Los Angeles Times: Hugo Martin reports that unions representing nearly 10,000 workers at the Disneyland Resort have voted in favor of a contract that raises wages by as much as 20 percent right away and an additional 13 percent at the start of 2019. That means the minimum hourly wage will go from $11 to $13.25 immediately and to $15 in January. The agreement comes months before Anaheim voters decide on a ballot question that would require the Disneyland Resort and others that have taken subsidies from the city to pay workers a minimum of $15 starting next year. Disney officials have organized against the ballot question. Martin writes: “Union bargaining committee member Artemis Bell said that ‘its important for Disney, as the largest employer in Orange County, to recognize the struggles workers go through as the cost of living continues to rise in the area.’ Bell, a Disneyland night shift custodian, said, ‘With this contract, we are one step closer to a better situation for thousands of employees who put so much energy and heart into their jobs.’”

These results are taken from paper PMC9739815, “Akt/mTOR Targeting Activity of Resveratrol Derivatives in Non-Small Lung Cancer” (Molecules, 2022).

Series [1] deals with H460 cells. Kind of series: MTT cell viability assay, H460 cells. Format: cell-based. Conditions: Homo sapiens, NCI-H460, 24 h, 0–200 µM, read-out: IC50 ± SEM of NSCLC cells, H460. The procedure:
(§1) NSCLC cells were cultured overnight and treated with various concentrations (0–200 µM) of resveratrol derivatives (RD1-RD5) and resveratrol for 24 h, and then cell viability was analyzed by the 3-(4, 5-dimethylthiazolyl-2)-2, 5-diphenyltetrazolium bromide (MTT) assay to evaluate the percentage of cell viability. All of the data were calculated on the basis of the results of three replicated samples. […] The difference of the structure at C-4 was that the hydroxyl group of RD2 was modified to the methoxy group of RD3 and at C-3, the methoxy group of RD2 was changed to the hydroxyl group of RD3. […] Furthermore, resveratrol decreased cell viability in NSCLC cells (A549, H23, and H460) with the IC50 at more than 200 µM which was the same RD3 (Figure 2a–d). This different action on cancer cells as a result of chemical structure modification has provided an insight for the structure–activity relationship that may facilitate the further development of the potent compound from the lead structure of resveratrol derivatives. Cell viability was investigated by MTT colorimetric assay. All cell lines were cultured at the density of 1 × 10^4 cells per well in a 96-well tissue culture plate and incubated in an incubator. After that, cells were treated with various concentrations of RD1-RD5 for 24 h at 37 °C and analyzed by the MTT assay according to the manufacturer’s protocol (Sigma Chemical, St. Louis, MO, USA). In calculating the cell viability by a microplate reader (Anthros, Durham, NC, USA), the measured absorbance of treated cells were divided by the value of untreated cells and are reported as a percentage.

Vox: Alexia Fernández Campbell and Alvin Chang report on the growing use of mandatory arbitration agreements in which millions of American workers sign away their rights to go to court against their employers, agreeing they won’t sue for a litany of possible workplace abuses. About half of nonunionized workers at U.S. companies are constricted by such agreements, which is more than double the share in the early 2000s. Members of Congress have proposed a number of policies to restrict mandatory arbitration, including exempting sexual harassment. The article includes an interactive tool readers can use to find out if their employers require arbitration. Campbell and Chang write: “The practice is particularly harmful to women and black employees, as they are more likely to be subjected to arbitration agreements because they make up a large share of workers in the industries that require arbitration the most: education and health care.”